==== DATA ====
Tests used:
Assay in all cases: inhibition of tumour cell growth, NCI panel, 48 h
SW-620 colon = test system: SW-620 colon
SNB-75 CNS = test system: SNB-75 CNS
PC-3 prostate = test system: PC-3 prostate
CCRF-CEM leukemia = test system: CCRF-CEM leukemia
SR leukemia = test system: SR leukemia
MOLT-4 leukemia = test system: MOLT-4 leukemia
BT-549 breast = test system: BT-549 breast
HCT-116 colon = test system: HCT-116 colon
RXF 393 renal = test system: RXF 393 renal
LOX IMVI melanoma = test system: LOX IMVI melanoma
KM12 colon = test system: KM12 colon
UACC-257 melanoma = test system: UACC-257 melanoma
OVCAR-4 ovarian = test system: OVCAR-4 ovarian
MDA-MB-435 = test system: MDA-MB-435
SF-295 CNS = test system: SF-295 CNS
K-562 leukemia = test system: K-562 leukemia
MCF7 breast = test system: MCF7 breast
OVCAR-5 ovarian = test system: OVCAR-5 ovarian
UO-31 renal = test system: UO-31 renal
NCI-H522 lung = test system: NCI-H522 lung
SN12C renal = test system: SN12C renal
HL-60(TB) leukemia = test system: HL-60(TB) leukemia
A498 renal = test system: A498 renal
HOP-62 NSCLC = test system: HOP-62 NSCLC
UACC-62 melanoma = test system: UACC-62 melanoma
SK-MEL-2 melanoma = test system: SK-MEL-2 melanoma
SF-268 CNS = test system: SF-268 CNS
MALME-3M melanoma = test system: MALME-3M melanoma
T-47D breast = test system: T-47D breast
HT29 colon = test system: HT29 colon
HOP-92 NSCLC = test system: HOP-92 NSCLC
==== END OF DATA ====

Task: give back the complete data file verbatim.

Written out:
Tests used:
Assay in all cases: inhibition of tumour cell growth, NCI panel, 48 h
SW-620 colon = test system: SW-620 colon
SNB-75 CNS = test system: SNB-75 CNS
PC-3 prostate = test system: PC-3 prostate
CCRF-CEM leukemia = test system: CCRF-CEM leukemia
SR leukemia = test system: SR leukemia
MOLT-4 leukemia = test system: MOLT-4 leukemia
BT-549 breast = test system: BT-549 breast
HCT-116 colon = test system: HCT-116 colon
RXF 393 renal = test system: RXF 393 renal
LOX IMVI melanoma = test system: LOX IMVI melanoma
KM12 colon = test system: KM12 colon
UACC-257 melanoma = test system: UACC-257 melanoma
OVCAR-4 ovarian = test system: OVCAR-4 ovarian
MDA-MB-435 = test system: MDA-MB-435
SF-295 CNS = test system: SF-295 CNS
K-562 leukemia = test system: K-562 leukemia
MCF7 breast = test system: MCF7 breast
OVCAR-5 ovarian = test system: OVCAR-5 ovarian
UO-31 renal = test system: UO-31 renal
NCI-H522 lung = test system: NCI-H522 lung
SN12C renal = test system: SN12C renal
HL-60(TB) leukemia = test system: HL-60(TB) leukemia
A498 renal = test system: A498 renal
HOP-62 NSCLC = test system: HOP-62 NSCLC
UACC-62 melanoma = test system: UACC-62 melanoma
SK-MEL-2 melanoma = test system: SK-MEL-2 melanoma
SF-268 CNS = test system: SF-268 CNS
MALME-3M melanoma = test system: MALME-3M melanoma
T-47D breast = test system: T-47D breast
HT29 colon = test system: HT29 colon
HOP-92 NSCLC = test system: HOP-92 NSCLC